It’s one challenge to design intricate mechanical equipment for Earth. It’s another thing entirely to shoot it into space.
That’s why Autodesk’s new concept for a space lander, designed for NASA’s Jet Propulsion Laboratory, is the most complex piece of generative design–ever.
Generative design is a process where the human designer inputs all the boundaries and restrictions for a physical design into a computer program, then an algorithm crunches the numbers and comes up with concepts that fit the bill. In the case of the space lander, there were more constraints than any other project attempted thus far, according to Autodesk. “Just the sheer number of calculations the machine needed to make based on all these conditions is larger than anything that’s been done,” says Mark Davis, senior director of industry research at Autodesk.
The engineering software company has previously partnered with NASA. Autodesk uses information from partnerships such as this one to gauge where to take the company’s commercial products in the future. As for NASA, the agency often explores different concepts when it begins big new projects and welcomes input from other organizations and companies.
Space landers are especially important to NASA now, since they are crucial for investigating whether there are traces of life on other planets. These are the mechanisms that allow a rover like Curiosity, which NASA deployed to Mars in 2012, to safely land on the planet and begin exploring. Now, NASA has now set its sights on reaching the moons of Saturn and Jupiter, an even greater technical feat because they’re so much farther away. For NASA, the lighter a space lander, the better, because that means the agency’s scientists can cram more scientific instruments on board.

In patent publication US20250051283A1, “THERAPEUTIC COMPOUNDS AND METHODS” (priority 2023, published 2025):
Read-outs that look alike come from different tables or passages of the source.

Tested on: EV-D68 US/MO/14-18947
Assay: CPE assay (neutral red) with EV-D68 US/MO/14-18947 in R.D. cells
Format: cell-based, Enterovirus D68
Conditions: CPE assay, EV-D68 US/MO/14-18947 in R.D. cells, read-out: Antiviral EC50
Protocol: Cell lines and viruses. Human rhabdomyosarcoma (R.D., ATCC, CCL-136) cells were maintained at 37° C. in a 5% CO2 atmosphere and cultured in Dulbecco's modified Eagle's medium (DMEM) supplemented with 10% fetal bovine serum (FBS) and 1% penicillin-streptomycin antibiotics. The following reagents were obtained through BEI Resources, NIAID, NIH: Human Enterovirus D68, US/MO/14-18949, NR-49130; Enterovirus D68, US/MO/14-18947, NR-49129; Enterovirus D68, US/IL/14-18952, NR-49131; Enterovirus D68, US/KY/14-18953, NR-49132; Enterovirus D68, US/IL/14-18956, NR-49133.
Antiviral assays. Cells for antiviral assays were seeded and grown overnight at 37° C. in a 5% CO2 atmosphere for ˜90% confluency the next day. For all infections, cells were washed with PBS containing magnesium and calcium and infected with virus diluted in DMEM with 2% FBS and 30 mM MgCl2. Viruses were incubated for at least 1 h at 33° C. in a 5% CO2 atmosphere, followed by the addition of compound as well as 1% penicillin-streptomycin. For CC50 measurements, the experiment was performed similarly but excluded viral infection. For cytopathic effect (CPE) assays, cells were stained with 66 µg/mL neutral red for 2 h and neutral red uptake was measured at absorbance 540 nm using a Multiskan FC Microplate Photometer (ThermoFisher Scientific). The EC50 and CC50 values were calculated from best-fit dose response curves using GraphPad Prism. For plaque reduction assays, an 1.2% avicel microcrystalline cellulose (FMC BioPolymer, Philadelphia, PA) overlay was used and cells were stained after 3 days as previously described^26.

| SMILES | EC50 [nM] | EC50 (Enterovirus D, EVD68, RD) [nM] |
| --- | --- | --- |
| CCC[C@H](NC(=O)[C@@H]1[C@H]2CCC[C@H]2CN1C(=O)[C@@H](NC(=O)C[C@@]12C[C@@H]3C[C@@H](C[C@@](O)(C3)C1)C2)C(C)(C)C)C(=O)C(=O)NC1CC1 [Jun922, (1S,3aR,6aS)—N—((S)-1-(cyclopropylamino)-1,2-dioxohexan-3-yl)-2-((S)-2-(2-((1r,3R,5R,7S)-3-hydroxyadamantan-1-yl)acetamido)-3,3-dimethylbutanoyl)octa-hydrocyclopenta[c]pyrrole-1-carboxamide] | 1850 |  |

A litany of constraints
The idea for the NASA-Autodesk lander was to create the lightest structure possible. But it still had to withstand the pressure of being launched into space, freezing temperatures, radiation levels 1,000 times that of Earth, and the gravity and lateral force when the structure lands on a planet (like Mars).
Autodesk’s generative design algorithms then assessed different materials, like aluminum and titanium, and manufacturing processes, to get a sense for the ideal structure. Davis says the algorithm looked for an optimal solution that could accommodate 13 different payload boxes–the structures that will hold the precious scientific experiments–across six different environments and three types of manufacturing.
The final prototype, which is made of aluminum and aluminum alloy, looks almost like a spider, with spindly legs and an airy chassis that resembles a web. “[NASA’s researchers] don’t care what it looks like, just that they reduce the mass and make sure the structure is very safe, so there’s no chance of failure,” Davis says.
Will NASA’s next rover look like this? Probably not–the space industry tends to move slowly and new ideas must be tested rigorously to ensure they hold up in the harsh conditions outside our atmosphere. But the design shows that algorithms are becoming better at designing vastly complex structures. And one day, their work might even launch into space.